Bent PETG Fills A Nixie Gap

Have you ever thought that Nixie tubes are cool but too hard to control with modern electronics? And that they’re just too expensive? [david.reid] apparently thought so and decided to create his own version of a Nixie tube, and it doesn’t get much cheaper than this.

PETG Nixie Tube

While working on a 3D printed locomotive with his son, [david.reid] used clear PETG (Polyethylene Terephthalate Glycol) 3D printer filament to move light from LEDs to various parts of the locomotive. He found this was a success, but roughed up the outside of the filament to see what would happen. Lo and behold, a warm glow appeared on the surface of the tube! Like any good hacker, his next thought was of Nixie tubes, as you have seen in many clocks.

His basic idea is that with a little heat you can bend the filament into any shape that you like ([david.reid] uses custom molds). You then use some sandpaper to roughen up the outside wherever you’d like light to show, and add an LED at the bottom to light it up!

[david.reid] isn’t the first person to modernize Nixie Tubes. Over the years, we’ve seen them combined with Wi-Fi boards, individual LED segments, or even laser cutters & WS2812s!

Now’s a great time to get started on a project for the Hackaday Prize! If you’re looking for somewhere to start, we’d love to at least see your own take on a clock!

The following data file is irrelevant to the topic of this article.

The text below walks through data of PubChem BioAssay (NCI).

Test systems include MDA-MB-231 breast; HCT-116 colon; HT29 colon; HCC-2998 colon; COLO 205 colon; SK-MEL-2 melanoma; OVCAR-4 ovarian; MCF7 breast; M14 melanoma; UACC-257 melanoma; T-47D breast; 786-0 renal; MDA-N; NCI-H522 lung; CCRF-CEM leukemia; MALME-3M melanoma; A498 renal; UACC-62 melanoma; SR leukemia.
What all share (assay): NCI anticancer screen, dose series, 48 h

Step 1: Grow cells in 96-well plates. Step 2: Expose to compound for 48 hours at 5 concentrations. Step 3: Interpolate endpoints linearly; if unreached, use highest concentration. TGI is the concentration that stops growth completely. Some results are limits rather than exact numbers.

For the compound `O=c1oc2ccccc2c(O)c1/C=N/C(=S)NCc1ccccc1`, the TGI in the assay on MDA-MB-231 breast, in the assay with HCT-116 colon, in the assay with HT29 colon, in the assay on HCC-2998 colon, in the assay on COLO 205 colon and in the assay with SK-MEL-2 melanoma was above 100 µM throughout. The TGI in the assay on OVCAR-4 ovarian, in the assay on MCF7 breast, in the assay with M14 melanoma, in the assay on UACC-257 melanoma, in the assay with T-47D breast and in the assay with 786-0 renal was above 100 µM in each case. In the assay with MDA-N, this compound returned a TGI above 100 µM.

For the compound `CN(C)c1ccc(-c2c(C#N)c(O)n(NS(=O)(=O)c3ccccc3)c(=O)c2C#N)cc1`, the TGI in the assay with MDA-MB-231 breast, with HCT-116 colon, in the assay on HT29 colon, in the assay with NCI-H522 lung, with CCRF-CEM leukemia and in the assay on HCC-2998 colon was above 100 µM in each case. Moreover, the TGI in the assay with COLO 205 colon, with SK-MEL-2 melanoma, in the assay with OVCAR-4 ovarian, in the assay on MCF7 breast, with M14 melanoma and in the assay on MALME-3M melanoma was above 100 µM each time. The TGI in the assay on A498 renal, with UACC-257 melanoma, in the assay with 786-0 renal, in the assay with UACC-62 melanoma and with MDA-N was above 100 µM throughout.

Plexitube Owl Clock Watches You Sleep

Wait, plexitube? Is that a typo? Surely we mean Nixie tubes!

For a Christmas project [Kurt] wanted to build some owl-inspired clocks — with bit of a retro feel. Given the complexities of finding and using actual Nixie tubes, he went with an alternative — a Plexitube.

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Closeup of Plexitube

Plexitubes look like futuristic Nixie tubes. They can have different stylized numbers. They’re crisp, they’re bright, and they are completely customizable. They’re made of edgelit acrylic! By laser etching the design onto pieces of acrylic and feeding LED light into the edge, very much like how a light-pipe works, it’s possible to have a neon-light effect — using nothing more than plastic and some LEDs.

He designed custom PCBs for the project, with SMD LEDs for the plexitubes. Making use of a laser cutter, he designed the actual owl to be made out of lightly formed wood cutouts — the entire thing looks absolutely fantastic.

As far as “Nixie tube” clocks this has gotta be one of the most aesthetically pleasing ones we’ve seen in a while, but if you’re looking for an all-out-Nixietube-extravaganza… take a look at this whopping thirteen tube clock.

[Thanks for the tip Lawrence!]